The biggest challenge for modern water utilities is to keep water flowing at affordable rates, and the benefits of a smart city infrastructure can help achieve that. A smart city allows utility to reduce energy consumption in two ways: (a) the first is by shifting the energy consumption as much as possible to off-peak periods, and (b) the second is by consuming renewable energy. This paper will analyze only the use of solar photovoltaic energy (PV system) that allows reduction of energy consumption in both ways.

By using green energy such as PV electric energy, cities minimize energy use from classical electric energy sources, especially daily and seasonal peak load energy, and reduce the CO2 emission. In this way, urban areas contribute to the reduction of greenhouse gas emissions and achievement of sustainability goals.

Energy and water consumption in the cities generally more or less goes hand in hand with daily solar irradiation (see case study). This means that the use of solar electric energy generators for water supply may lead to more efficient and sustainable solution. This especially applies to peak period that occurs during the day when insolation is the highest. However, water is consumed throughout the day, while solar irradiation occurs only during the sunlight period of the day. This means that the prerequisite for achieving continuous water supply is to provide adequate water storage to balance water charge and water discharge processes in design period. However, water storage also acts as energy storage since it balances energy input and output of the system at the same time.

In this paper, the PV generator has been selected as a solution for sustainable energy production for the water supply system. Input solar energy coincides with the dynamics of living in towns and hence water consumption, especially in the case of moderate and smaller size towns (figure 2). This means that energy production and water consumption could be easier to balance by using PV energy rather than other RES. PV systems use fewer technological processes and it elements in transformation of external solar energy in the system than ST systems (Green Power Technology, 2016). ST systems (especially large plants), are site specific and usually significantly distant from users, while PV systems can be located next to or within towns, as well as near water infrastructure. That is why the use of ST energy is less attractive, because it requires long distance transmission of energy with energy losses. Obviously, the most promising concept of sustainable energy production for urban water supply system is with PV system. In practice, proposed solution can hybridize with other non-renewable energy sources by connecting to the grid energy or using diesel aggregate. This paper considers the problem as a stand-alone system for electric energy supply.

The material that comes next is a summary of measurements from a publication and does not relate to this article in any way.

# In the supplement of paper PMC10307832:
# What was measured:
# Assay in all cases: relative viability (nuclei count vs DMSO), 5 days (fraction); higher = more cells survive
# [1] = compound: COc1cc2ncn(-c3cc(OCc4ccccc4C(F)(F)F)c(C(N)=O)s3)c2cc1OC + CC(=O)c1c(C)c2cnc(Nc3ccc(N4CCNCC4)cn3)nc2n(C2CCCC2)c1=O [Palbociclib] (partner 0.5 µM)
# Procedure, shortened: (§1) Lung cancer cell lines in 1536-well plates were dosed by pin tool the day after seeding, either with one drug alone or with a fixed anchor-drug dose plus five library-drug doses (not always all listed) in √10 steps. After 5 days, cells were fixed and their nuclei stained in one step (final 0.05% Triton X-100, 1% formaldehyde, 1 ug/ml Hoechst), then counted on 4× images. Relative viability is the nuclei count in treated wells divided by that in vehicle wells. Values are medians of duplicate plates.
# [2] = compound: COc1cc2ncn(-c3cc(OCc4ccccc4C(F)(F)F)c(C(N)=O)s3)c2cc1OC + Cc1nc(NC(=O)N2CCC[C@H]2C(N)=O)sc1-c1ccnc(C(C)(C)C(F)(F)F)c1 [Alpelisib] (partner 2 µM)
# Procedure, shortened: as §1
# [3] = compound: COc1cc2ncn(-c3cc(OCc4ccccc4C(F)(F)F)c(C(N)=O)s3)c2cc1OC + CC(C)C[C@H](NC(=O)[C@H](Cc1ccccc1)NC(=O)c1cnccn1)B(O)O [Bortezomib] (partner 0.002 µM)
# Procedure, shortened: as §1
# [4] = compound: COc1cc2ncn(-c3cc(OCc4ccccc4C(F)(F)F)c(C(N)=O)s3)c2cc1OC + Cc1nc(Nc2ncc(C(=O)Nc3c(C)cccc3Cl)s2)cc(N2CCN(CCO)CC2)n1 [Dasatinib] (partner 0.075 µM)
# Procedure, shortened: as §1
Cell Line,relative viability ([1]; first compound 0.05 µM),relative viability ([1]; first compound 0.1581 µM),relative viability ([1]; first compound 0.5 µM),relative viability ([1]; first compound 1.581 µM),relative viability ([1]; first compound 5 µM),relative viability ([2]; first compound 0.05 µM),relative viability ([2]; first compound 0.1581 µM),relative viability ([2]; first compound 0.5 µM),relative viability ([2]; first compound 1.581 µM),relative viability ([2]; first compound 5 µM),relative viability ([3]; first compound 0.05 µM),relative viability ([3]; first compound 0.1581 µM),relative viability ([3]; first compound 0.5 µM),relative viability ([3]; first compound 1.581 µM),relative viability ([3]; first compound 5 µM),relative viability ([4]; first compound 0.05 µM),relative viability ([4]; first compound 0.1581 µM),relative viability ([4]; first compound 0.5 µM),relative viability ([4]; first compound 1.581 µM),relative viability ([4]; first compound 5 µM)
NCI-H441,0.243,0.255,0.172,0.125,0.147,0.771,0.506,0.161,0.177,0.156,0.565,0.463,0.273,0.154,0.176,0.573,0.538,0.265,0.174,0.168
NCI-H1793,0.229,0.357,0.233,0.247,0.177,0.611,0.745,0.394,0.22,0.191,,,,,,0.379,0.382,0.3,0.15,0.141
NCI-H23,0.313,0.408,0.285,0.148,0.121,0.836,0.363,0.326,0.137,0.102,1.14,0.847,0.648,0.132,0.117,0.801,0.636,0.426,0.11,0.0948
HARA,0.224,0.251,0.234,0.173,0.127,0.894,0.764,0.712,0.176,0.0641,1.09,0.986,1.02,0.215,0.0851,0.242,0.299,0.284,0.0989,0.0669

Figure 2 The concept of integrated system ‘’PV system-pump station-reservoir’’. 

The use of solar energy for water pumping has already been addressed in the literature, for example Bakelli, Hadj and Azoui (2011); Ghoneim (2006); Hamidat and Benyoucef (2009); Kenna and Gillett (1985). However, at present there are no significant publications on a more thorough consideration of possible applications of PV systems in solving the electric energy supply of urban water supply systems that comprehensively treat the integrated system “PV system-Pump Station-Service Reservoir” (PV-PS-SR), as is analyzed in this paper. None of these studies have included integration and full analysis of UWSS and its characteristics (daily and hourly consumption of water throughout the year, i.e. consumption profile), size of daily insolation and the role of water reservoir in the water supply system. Therefore, there is a need for sizing methodology of UWSS in accordance with the rules of the profession, which nullifies all mentioned drawbacks in relation to intermittent characteristics of the solar energy.

The paper describes the proposed solution for sustainable water supply, its basic features and methodology of sizing and selection of the size of the PV system Pel,PV (W), volume of service reservoirs Vop (m3) and total power PPS (W) of the main pump station (MPS). In presented sizing methodology, each part of the system is sized separately and finally integrated into a one whole.